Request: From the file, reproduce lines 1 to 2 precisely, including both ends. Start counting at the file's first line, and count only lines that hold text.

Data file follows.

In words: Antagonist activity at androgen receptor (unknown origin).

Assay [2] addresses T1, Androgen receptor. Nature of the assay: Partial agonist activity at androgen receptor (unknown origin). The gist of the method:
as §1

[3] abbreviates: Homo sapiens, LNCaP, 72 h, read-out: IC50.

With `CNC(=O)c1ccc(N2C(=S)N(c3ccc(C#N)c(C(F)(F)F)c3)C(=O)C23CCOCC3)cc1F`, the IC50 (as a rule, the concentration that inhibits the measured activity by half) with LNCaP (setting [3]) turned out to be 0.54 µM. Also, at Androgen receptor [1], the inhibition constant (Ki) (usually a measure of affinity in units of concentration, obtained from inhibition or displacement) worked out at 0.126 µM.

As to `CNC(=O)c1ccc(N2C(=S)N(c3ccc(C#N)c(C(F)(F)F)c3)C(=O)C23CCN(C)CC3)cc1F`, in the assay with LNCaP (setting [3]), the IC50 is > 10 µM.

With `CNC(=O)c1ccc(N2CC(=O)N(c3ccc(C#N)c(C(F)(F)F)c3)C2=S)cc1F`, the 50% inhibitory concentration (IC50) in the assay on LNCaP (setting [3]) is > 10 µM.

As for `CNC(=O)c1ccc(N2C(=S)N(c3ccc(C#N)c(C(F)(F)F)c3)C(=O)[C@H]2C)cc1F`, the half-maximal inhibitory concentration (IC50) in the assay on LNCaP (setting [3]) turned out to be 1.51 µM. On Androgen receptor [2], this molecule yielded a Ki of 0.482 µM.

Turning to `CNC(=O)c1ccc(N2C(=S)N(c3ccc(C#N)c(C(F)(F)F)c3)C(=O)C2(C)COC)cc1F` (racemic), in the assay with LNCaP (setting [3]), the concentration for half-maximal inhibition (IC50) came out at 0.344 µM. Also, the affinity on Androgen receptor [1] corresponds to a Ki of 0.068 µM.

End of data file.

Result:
In words: Antagonist activity at androgen receptor (unknown origin).

Assay [2] addresses T1, Androgen receptor. Nature of the assay: Partial agonist activity at androgen receptor (unknown origin). The gist of the method: